May 7, 2015 — I had the honor of moderating a panel on “The Changing Economics of the Rural Broadband Build Out” at last week’s Wireless Infrastructure Show. I found it helpful to begin the conversation with a look at how rural cellular operators make economic sense of providing the 4G services that make LTE towers a necessity.
Nationwide LTE roaming agreements with the major carriers are a signature cornerstone, giving regional operators access to vital spectrum and to phones that allow them to compete with the Big Four carriers. For example, Ketchikan Public Utilities, in April, launched a 4G network in Ketchikan, Alaska, a major cruise ship port, as a participant in the Verizon Wireless’ LTE in Rural America program.
Started in 2010, the program currently has 21 participants, 18 of which have launched 4G LTE networks covering more than 2.2 million people and 62,000 square miles. Rural carriers lease 700 MHz Upper C block spectrum from Verizon Wireless and build and operate their own 4G LTE radio networks. Verizon also throws in access to its evolved back core in with the deal, which I will touch on more below.
Last September, 15 rural network carriers were added Sprint’s Rural Roaming Preferred Provider program, giving them low-cost access to Sprint’s nationwide 4G LTE network and access to an expanded line of the latest, smartest phones. The program now includes 27 carriers, extending coverage in 27 states, over 565,000 square miles and a population of more than 38 million people.
Hosted and Managed Services
If roaming agreements are the cornerstone, hosted and managed services are the brick and mortar for rural operators, giving them access to network core equipment that would cost millions dollars to own. This brings 2G, 3G and high speed LTE broadband to areas with little population. Shared Evolved Packet Core is available from NewCore Wireless, NetAmerica Alliance, GlobeComm and ClearSky Technologies, among others others.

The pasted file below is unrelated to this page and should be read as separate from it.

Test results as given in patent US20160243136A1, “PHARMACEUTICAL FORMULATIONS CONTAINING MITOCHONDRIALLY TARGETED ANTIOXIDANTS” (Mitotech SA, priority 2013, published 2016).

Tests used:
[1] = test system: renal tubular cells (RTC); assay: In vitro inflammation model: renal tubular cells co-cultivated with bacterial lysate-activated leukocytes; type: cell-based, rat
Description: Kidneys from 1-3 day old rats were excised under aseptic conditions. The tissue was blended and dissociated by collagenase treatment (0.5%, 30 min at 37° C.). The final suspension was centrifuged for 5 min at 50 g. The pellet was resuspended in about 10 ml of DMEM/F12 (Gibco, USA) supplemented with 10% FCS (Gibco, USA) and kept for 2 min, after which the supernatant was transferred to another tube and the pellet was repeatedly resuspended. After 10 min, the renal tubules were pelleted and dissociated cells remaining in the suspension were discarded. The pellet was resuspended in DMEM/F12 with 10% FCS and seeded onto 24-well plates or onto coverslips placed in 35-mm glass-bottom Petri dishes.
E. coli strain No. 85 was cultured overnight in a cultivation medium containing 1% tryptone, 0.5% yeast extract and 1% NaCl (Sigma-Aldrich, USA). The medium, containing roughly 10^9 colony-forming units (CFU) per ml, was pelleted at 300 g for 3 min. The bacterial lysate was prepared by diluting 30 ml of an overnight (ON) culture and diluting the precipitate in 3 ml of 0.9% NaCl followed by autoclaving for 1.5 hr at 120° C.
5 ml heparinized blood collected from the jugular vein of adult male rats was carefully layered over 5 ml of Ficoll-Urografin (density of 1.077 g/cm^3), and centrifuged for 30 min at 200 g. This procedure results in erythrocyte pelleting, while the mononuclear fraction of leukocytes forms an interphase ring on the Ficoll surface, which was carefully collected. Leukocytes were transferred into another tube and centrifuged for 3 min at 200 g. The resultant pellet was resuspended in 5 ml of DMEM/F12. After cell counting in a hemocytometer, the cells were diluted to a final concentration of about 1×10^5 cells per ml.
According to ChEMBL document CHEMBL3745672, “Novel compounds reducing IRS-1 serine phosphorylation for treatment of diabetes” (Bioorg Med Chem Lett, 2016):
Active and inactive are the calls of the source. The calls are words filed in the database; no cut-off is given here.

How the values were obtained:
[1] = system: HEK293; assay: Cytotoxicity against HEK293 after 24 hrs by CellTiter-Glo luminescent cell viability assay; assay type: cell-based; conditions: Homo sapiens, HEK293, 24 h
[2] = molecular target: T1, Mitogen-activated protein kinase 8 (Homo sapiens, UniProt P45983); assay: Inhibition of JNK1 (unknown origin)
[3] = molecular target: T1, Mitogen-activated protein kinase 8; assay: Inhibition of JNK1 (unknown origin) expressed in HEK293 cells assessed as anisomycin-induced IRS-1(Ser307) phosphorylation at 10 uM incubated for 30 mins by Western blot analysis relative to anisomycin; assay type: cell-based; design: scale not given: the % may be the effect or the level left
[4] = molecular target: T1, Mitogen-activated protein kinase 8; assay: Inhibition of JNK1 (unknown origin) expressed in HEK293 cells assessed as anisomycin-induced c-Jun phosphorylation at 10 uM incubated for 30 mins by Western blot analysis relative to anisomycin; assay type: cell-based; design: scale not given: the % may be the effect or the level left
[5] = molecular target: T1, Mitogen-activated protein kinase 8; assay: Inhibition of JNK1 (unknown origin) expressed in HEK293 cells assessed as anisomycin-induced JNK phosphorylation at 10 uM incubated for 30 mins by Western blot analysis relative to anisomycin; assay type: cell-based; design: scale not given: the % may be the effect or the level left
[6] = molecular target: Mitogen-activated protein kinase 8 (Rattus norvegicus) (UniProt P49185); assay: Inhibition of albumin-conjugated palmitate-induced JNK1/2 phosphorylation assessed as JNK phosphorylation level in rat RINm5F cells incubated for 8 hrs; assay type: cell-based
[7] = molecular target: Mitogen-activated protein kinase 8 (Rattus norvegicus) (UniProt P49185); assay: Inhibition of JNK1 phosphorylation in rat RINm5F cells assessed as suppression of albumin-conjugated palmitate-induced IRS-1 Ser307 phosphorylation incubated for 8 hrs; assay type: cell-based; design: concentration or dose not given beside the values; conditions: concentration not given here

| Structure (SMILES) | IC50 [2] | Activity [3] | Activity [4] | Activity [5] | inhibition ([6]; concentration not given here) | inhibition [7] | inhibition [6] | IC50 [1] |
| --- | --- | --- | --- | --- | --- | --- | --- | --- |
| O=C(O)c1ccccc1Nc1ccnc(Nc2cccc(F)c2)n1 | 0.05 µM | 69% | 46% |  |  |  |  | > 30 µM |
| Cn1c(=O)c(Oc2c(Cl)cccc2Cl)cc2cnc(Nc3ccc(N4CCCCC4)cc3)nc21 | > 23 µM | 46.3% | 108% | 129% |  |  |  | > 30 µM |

Small Cell as a Service (SCaaS), offered by ClearSky Technologies, allows regional wireless operators to cost-effectively address a number of operational coverage challenges with small cells, usually thought of as only an urban solution. The more services that can be offered over the infrastructure the better for rural operators. Hosted managed services also provide asset management and vehicle tracking, as well as WAP, SMS, MMS and voicemail. Additionally, hosted M2M services allow operators to provide enterprise-specific services in areas that have more cows, rows of corn or oil derricks than people.
Ericsson Brings LTE to Rural Alaska
A great example of hosted services bringing big city data speeds to the hinterlands, General Communication, Inc. has just signed a deal with the wireless technology and services side of Ericsson, to bring high-speed fixed and mobile connections to the oil fields of Alaska’s North Slope. GCI has begun construction and installation of a wireless data network, which will include a total of nine sites spanning more than 3,738 square miles, an area larger than the size of Delaware and Rhode Island combined. The new LTE network puts GCI on the leading edge of technology with downloads of 30 Mbps, supporting advanced oil field data requirements.
“Ericsson is proud to help GCI bring LTE to the most remote and isolated oil producing area in North America. We believe that the high-speed data network that GCI is building will greatly improve the productivity, safety and reliability of oilfield operations,” said Angel Ruiz, head of Ericsson North America, said in a press release.
According to the consensus at the Wireless Infrastructure Show, without broadband build out rural America will disappear. That makes hosted and manage services, as well as data roaming agreements lifelines to the future of our rural areas.